Monday, January 30

Corneal transplants

Replacement parts for the eyes must have seemed unthinkable in the past. Currently, if a cataract clouds the inner lens of the eye, a routine procedure to replace it with an artificial lens restores vision.

However, what happens if the outer lens of the eye (the cornea) is injured or infected? You can also have that replaced. "It's not as prevalent as cataract surgery, but around age 50, many people develop corneal disorders and may need a corneal transplant."

According to the Eye Bank Association of America, over 49,000 corneal transplants happened in the United States in 2021.


What exactly is the cornea?
The cornea is a clear tissue dome that covers the iris and pupil in the front of each eye. It acts as a windscreen to protect the delicate eye mechanism behind it and focuses light onto the retina, which sends impulses that the brain turns into images (your vision).

To focus and view well, a windscreen and camera lens are required. However, numerous things can go wrong within the cornea's five layers of tissue. This can make it difficult to see and hinder your ability to read, drive, work, and complete other daily tasks.

How does a corneal injury develop?
It may result from a variety of factors, including:

Accidental injuries, such as a fall: "Falls are a leading cause of patients presenting with acute eye damage." The cornea might be easily destroyed if it is poked.
Vision loss can be caused by serious corneal infections or genetic diseases such as Fuchs' endothelial dystrophy.
What treatment options exist for corneal damage?
Treatment for a cornea depends on the nature of the problem and the extent of the damage. It is a methodical technique. Occasionally, using specialized contact lenses or taking drugs helps reduce corneal swelling or scarring.

When corneal damage cannot be repaired, surgeons can replace one or a few layers (a partial-thickness transplant) or the entire cornea (a full-thickness transplant) (a full-thickness transplant).

The great majority of corneal transplants are obtained and processed by eye banks across the United States. In certain circumstances, such as when repeated transplants fail, an artificial cornea may be used. After corneal surgery, recovery can take up to a year.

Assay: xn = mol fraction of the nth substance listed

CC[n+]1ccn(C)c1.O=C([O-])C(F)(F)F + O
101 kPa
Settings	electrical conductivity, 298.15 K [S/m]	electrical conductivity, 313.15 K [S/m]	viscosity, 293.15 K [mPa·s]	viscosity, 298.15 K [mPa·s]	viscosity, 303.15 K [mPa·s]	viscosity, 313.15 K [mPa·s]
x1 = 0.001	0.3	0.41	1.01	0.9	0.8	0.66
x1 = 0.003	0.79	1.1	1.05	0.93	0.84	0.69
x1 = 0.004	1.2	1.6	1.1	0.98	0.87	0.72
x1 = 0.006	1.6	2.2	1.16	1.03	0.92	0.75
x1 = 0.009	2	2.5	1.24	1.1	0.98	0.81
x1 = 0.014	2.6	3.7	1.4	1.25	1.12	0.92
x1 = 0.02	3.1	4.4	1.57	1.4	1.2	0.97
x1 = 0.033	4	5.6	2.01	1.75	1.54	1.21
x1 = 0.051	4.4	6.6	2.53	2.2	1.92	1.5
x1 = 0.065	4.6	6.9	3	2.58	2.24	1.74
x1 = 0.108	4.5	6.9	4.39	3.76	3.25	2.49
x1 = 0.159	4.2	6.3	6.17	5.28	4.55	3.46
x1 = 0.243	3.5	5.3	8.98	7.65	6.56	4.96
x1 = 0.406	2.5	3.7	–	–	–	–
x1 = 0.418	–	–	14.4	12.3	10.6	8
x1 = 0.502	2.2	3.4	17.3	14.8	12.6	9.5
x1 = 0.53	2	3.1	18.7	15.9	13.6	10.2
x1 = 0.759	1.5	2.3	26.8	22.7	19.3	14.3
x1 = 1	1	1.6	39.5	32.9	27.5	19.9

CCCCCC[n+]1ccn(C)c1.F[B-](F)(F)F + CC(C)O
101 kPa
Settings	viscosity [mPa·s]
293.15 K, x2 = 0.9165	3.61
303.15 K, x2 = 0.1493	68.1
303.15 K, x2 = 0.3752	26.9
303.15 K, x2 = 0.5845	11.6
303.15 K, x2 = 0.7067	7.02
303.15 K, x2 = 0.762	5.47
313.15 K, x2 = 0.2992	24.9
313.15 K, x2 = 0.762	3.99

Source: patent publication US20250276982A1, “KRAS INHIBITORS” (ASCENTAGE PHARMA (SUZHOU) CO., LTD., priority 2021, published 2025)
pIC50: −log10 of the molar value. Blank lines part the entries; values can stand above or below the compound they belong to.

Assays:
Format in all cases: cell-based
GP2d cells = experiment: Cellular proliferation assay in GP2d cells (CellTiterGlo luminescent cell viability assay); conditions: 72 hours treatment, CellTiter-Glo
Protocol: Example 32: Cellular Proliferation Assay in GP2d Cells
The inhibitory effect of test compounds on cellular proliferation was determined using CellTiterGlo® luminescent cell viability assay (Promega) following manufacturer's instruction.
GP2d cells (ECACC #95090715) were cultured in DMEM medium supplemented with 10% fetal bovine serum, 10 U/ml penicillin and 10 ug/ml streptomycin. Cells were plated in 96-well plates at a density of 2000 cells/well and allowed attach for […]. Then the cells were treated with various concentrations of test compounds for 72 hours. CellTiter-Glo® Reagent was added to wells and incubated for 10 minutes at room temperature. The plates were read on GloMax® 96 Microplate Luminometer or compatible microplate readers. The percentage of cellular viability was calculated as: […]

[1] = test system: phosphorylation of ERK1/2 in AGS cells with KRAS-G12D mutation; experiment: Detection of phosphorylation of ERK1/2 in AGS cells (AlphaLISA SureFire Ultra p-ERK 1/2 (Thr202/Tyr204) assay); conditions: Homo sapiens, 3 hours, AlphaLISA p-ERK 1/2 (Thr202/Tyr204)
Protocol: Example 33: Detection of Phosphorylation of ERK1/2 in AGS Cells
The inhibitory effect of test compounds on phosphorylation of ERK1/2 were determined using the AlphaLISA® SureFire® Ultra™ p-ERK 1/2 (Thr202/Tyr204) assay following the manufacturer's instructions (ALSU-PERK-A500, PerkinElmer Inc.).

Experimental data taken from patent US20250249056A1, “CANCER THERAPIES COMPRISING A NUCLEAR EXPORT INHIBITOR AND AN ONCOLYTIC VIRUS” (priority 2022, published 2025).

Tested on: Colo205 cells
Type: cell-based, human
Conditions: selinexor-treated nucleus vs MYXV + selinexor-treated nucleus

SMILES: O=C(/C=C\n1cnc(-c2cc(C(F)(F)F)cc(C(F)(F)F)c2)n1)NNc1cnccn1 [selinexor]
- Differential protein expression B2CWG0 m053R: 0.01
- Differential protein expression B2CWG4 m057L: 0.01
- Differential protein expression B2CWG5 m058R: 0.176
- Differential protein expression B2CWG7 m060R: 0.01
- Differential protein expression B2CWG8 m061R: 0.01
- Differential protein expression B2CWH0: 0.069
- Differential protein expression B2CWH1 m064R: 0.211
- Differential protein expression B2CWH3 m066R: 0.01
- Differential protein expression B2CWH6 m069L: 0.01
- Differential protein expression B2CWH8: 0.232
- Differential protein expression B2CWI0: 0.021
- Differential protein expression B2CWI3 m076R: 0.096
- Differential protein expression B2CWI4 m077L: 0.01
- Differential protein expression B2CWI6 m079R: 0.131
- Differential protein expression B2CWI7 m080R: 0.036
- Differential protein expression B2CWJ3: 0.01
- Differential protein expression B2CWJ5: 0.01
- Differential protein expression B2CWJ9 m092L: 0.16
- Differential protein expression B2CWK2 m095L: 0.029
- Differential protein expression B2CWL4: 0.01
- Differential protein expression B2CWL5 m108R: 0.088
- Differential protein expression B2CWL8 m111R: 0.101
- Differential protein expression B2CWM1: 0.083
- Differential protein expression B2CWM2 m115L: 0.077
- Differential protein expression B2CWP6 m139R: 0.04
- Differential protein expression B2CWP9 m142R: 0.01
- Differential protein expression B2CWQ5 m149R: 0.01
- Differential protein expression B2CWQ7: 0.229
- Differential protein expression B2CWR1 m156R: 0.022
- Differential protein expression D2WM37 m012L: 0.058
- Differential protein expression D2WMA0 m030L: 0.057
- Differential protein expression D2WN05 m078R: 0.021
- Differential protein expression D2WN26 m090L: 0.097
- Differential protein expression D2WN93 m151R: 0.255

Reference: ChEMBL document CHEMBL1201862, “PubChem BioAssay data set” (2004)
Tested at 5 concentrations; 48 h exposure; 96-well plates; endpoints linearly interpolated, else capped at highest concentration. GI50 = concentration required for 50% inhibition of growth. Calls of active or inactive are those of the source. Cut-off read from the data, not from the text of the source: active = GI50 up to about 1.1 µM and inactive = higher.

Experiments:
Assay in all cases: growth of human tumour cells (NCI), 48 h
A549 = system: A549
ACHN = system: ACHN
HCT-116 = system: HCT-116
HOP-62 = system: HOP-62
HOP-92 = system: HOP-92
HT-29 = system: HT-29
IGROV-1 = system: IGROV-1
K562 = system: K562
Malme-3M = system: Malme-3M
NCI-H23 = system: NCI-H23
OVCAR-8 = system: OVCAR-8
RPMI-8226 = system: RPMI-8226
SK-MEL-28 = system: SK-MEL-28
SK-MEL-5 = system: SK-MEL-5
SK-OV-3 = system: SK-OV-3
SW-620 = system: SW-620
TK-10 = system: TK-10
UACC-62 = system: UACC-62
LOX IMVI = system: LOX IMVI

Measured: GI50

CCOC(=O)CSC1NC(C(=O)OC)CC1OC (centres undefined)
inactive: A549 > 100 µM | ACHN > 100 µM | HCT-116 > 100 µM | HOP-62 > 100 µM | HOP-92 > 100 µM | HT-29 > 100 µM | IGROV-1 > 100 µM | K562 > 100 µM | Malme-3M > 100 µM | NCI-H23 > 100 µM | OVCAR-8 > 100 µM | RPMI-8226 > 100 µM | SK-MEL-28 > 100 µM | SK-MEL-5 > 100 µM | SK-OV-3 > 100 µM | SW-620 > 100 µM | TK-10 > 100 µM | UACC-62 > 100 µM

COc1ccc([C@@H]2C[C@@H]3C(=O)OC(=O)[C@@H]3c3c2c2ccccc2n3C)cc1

How long do corneal transplants last?
There is always a chance that the recipient's body will reject a corneal transplant. It occurs approximately one-third of the time with full-thickness transplants. It occurs less frequently with transplants of partial thickness. Lifelong use of eye drops is needed to prevent rejection.

Other people may need a second transplant within five to ten years because of attacks from their immune systems, intolerance to eye drops, or problems deeper in their bodies.

Preventive eye care can aid in corneal preservation.
Regular, comprehensive eye exams are necessary to ensure the health of your corneas and the rest of your eyes.

The American Academy of Ophthalmology advises a thorough (dilated) eye examination.

At age 40
Every two to four years for those between the ages of 40 and 54
Every one to three years for those between the ages of 55 and 64
Every one to two years for those 65 and above

If you have underlying illnesses that raise your risk for eye diseases, such as diabetes or a family history of corneal disease, you will need more frequent eye exams.

Talk to an eye doctor if you have problems with your vision, such as pain, redness, blurry vision even with new glasses, or worsening eyesight.

Fortunately, advances in surgical alternatives offer hope to those who have suffered corneal injuries.

No content on this site, regardless of date, should be used to replace direct medical advice from your doctor or another trained practitioner.
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